Destocking is a strategy followed by many pastoralists in order to cope with climate shock and to provide money for purchasing crop residues. However, the ongoing destocking process has threatened and impoverished large numbers of small-owner pastoralists. This agrees with findings of other previous researchers. Thus, Morton (1987) and Shazali (1993), studying the Lahaween in eastern Sudan, have argued that they have been considerably impoverished as their pastoral pursuits have declined. This prospect causes considerable concern, since the impoverished do not have alternatives to maintain their livelihoods within the present structures of the economy (UNDP 2006). Livestock rustling during cross-border livestock movements to Ethiopia is also causing destocking for some pastoralists. Sixteen percent of respondents mentioned that in some seasons, in order to get pasture for their livestock, they need to cross the border into Ethiopia. Before deciding to cross the border, they need to attain agreement with local tribal leaders on the Ethiopian side. However, transboundary conflicts between Sudan and Ethiopia are chronic, with a long and complex history (Sulieman et al. 2011).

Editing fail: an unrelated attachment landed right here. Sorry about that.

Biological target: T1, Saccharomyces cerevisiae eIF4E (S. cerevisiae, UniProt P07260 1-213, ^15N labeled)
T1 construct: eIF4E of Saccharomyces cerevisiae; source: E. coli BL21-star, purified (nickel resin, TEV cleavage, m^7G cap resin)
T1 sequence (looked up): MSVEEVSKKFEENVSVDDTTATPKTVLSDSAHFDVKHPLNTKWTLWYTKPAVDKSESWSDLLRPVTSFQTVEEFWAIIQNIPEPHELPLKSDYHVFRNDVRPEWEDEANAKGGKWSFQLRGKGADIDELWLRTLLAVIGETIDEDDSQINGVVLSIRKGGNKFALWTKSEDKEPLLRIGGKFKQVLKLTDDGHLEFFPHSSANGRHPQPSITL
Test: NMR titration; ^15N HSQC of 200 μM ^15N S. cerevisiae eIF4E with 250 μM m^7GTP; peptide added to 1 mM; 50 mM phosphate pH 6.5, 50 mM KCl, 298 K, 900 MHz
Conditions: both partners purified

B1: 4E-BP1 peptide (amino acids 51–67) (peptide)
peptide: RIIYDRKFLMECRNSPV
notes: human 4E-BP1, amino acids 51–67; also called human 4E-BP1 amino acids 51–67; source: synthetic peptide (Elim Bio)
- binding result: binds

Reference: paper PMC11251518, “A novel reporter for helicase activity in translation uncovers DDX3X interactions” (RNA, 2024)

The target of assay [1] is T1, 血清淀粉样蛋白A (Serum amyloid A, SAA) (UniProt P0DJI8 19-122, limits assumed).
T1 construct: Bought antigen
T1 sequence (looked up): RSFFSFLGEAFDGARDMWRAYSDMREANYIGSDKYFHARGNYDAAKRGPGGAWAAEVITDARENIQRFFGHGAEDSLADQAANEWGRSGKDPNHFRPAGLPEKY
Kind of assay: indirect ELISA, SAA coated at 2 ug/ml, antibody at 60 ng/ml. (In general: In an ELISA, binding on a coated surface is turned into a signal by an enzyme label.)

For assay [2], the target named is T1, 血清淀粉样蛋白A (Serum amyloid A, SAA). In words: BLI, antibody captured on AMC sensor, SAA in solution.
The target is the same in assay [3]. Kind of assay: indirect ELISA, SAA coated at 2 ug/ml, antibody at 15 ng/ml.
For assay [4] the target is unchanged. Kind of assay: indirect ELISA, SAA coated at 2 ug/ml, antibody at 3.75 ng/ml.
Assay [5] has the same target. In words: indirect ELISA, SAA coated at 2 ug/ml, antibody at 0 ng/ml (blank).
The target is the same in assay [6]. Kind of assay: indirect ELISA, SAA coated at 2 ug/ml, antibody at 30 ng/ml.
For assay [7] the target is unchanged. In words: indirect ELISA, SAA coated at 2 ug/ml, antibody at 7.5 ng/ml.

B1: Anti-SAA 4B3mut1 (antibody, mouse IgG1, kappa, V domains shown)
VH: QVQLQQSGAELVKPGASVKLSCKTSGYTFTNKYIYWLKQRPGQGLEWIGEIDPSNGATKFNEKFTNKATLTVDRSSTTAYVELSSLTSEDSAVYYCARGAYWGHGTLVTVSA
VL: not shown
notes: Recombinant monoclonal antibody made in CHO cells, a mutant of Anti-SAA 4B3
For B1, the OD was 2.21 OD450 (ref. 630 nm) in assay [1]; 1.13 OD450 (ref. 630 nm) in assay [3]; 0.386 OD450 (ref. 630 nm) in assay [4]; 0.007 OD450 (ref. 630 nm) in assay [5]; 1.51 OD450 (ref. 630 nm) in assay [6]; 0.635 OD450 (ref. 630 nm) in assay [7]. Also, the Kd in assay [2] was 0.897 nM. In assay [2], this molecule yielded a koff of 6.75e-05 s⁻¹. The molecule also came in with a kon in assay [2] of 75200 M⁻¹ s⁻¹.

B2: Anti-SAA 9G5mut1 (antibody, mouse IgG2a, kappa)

Challenges to adaptation

Pastoralist adaptations have been weakened by both internal and external pressures. This study has revealed that pastoralists have considerable knowledge and experience in dealing with climatic variability. However, various other factors, such as their marginalization in decision-making concerning resource use and their lack of education and other basic services, restrict their possibilities to adapt. The pastoralists are being marginalized not only by being pushed out of their traditional lands but also through neglect in developing their human and animal capital. Our survey showed that the state failed to provide needed services such as education. Among the 50 interviewed pastoralists, 44 (88%) are illiterates. When interviewed, leaders of the Herders' Union said that mobile education is thought to be costly, according to the office of mobile education within the Gadarif State Ministry of Education.